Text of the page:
International open access week 2019 in a nutshell

Open science is a central part of the strategy of the Donner Institute. We believe that the knowledge we are part of creating should be freely available to researchers worldwide. Therefore, our scholarly publications are published as open access publications. We also encourage researchers funded by us to publish their results for free global distribution. By supporting and encouraging the open science ideals, both in the research we carry out and in the research we fund, we aim to contribute to developing a more responsible, fair and equal academic discussion that enables participation at a global level.

In addition to our own publication activities, DI also provides information services to students and researchers concerning other open access issues. Our information specialist Malin Fredriksson is a member of the ÅAU open science coach-program, and answers to questions on open science related to the study of religion and culture. The open science coaches assist their own environments in taking a few steps towards greater openness in science and research together with ÅAU’s team for Open Science and Research. If you have any questions about open access publishing or open science at large, do not hesitate to contact us.

The future of open access publishing is complex, and there are many different paths along which open access might develop in the future. You can watch Dr. Mikael Laakso’s lecture “A brief history and a look at the future of Open Access – or why progress in one of the most important revolutions in scientific communication has been so slow” here and the open science coaches’ interview session with him here.

During the international open access week, DI also compiled a three-step to-do-list for researchers on how to promote open access:

1. What can I do to promote open access, as an individual researcher?

The answer is: Parallel publish! Parallel publishing is green open access, often called self-archiving. This means that a publication, which has been published in a closed channel (subscription journal or print only) is also made openly available in an open archive or repository by the author.

It is free for the researcher and the organization and it meets the requirements of funders and the Ministry of Education and Culture, just like full open access publishing in an open access journal. ​

The policies of the majority of journals allow parallel publishing, but be careful with which version of the manuscript you are allowed to parallel publish! The information you provide will be checked and validated by librarians.

Please notice that academic social network services, such as and ResearchGate, do not fulfill the criteria for open access, although they may increase readership and promote collaborations.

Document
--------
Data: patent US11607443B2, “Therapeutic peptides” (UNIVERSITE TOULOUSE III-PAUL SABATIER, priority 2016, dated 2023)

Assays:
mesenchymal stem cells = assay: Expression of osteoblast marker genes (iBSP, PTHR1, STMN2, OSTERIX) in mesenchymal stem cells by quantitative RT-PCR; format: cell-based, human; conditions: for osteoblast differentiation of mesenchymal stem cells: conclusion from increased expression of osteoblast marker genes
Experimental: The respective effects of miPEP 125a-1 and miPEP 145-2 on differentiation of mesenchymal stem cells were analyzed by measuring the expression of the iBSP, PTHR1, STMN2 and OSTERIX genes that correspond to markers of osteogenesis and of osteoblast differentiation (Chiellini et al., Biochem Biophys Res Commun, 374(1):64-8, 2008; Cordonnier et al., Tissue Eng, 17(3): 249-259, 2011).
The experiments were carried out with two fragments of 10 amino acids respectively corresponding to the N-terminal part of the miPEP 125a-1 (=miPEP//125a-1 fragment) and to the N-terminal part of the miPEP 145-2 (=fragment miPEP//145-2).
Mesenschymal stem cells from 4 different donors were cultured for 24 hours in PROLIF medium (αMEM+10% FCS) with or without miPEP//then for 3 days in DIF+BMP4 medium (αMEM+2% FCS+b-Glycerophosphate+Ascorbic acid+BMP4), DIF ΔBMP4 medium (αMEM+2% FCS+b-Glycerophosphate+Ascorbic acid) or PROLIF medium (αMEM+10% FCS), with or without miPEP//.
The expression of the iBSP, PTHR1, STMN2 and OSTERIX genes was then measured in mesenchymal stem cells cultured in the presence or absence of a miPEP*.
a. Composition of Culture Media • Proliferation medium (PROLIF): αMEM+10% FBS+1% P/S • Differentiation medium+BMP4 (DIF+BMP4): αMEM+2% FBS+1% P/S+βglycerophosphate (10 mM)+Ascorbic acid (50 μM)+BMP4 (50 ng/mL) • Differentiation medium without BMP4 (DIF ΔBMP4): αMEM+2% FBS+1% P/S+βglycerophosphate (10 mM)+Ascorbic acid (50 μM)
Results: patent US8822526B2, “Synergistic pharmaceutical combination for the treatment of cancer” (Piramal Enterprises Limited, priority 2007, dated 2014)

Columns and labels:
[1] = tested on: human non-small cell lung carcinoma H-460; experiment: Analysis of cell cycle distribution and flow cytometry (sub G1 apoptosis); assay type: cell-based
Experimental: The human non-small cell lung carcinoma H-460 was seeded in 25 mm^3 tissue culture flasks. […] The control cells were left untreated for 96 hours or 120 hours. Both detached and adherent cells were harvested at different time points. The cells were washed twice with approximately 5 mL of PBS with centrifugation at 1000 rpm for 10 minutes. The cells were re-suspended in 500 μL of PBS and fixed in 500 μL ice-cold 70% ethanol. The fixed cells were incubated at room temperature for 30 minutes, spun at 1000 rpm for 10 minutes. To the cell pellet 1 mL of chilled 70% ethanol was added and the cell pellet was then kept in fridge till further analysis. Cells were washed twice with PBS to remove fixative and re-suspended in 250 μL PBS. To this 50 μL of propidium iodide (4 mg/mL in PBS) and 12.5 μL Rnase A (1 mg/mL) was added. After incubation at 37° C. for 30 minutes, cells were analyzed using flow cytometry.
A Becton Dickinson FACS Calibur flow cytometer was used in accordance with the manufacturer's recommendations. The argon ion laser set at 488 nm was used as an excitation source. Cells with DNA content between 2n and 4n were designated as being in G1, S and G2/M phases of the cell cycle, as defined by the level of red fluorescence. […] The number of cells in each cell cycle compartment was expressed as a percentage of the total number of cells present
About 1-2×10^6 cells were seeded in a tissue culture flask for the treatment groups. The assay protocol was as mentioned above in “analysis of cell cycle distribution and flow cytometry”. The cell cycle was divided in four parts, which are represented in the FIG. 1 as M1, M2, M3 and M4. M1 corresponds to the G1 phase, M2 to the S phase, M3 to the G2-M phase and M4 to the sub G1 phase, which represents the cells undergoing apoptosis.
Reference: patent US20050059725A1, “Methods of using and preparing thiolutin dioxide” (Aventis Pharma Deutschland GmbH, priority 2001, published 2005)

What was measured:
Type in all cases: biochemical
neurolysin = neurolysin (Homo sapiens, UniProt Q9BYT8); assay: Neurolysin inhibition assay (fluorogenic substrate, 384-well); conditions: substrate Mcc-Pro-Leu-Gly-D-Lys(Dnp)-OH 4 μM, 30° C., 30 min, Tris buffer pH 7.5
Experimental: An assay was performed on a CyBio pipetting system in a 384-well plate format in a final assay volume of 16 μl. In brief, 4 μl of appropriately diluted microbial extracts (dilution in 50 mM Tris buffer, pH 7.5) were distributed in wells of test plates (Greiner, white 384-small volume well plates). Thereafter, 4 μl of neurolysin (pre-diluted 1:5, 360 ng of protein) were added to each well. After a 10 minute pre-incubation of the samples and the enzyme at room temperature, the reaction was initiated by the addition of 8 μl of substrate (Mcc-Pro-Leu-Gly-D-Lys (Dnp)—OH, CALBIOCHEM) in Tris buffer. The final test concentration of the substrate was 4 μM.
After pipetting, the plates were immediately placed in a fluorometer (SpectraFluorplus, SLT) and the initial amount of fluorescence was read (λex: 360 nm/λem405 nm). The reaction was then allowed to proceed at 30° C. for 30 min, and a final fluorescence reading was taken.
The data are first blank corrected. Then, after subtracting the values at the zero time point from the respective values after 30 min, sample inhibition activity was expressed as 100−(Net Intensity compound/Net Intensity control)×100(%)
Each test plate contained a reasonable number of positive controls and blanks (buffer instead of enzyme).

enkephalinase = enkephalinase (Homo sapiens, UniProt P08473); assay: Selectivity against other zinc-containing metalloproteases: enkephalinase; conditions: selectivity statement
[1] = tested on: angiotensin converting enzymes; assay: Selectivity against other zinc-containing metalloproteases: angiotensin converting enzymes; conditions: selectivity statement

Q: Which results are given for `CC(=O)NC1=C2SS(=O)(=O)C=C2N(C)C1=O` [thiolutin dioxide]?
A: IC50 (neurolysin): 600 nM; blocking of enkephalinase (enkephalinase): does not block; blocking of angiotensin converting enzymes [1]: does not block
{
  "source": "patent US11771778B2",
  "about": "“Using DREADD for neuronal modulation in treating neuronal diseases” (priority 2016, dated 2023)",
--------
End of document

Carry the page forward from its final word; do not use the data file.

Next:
ÅAU researchers, read here: Researchers with other affiliations, check out instructions at your institution!

2. Do you have the feeling that your publications are floating around all over the internet, and neither you nor funders can keep track of them?

The international ORCID identifier (Open Researcher and Contributor ID) will provide you with a permanent and unique digital identifier. It’s a series of numbers that will distinguish you from other researchers and works as a link between you and your publications. Registering takes 30 seconds and is free of charge!

Use your ORCID like this:
• alongside the names of authors of scientific publications and other research output
• when peer reviewing
• to link various reference database IDs (ResearcherID, Scopus Author ID)
• on your own website or blog
• in your email signature, CV, and other services that handle information pertaining to your research

For more information and registering, check out and

3. Do you have an article on the way, which could be published in an open access journal, but lack funding for the fee (APC=Article Processing Charge)? ÅAU pilots an APC-pool during the autumn 2019!

The researchers at ÅAU need to start publishing more open access, but gold open access often is not for free, and many affiliated researchers do not have access to funding for the APCs which the publishers charge instead of subscription or pay per view-fees.

To be granted funding, the article must be accepted for publication Dec. 31, 2019 at the latest (the last date for the payment to be recorded due to the external funding instrument requirements). It is possible to apply at the point of submission and have funding reserved, with waiting list evaluation on Dec. 15, 2019.


There are also opportunities for discounts on APCs when publishing in certain publishers’ journals:

If you are not affiliated with ÅAU, check out information at your own university!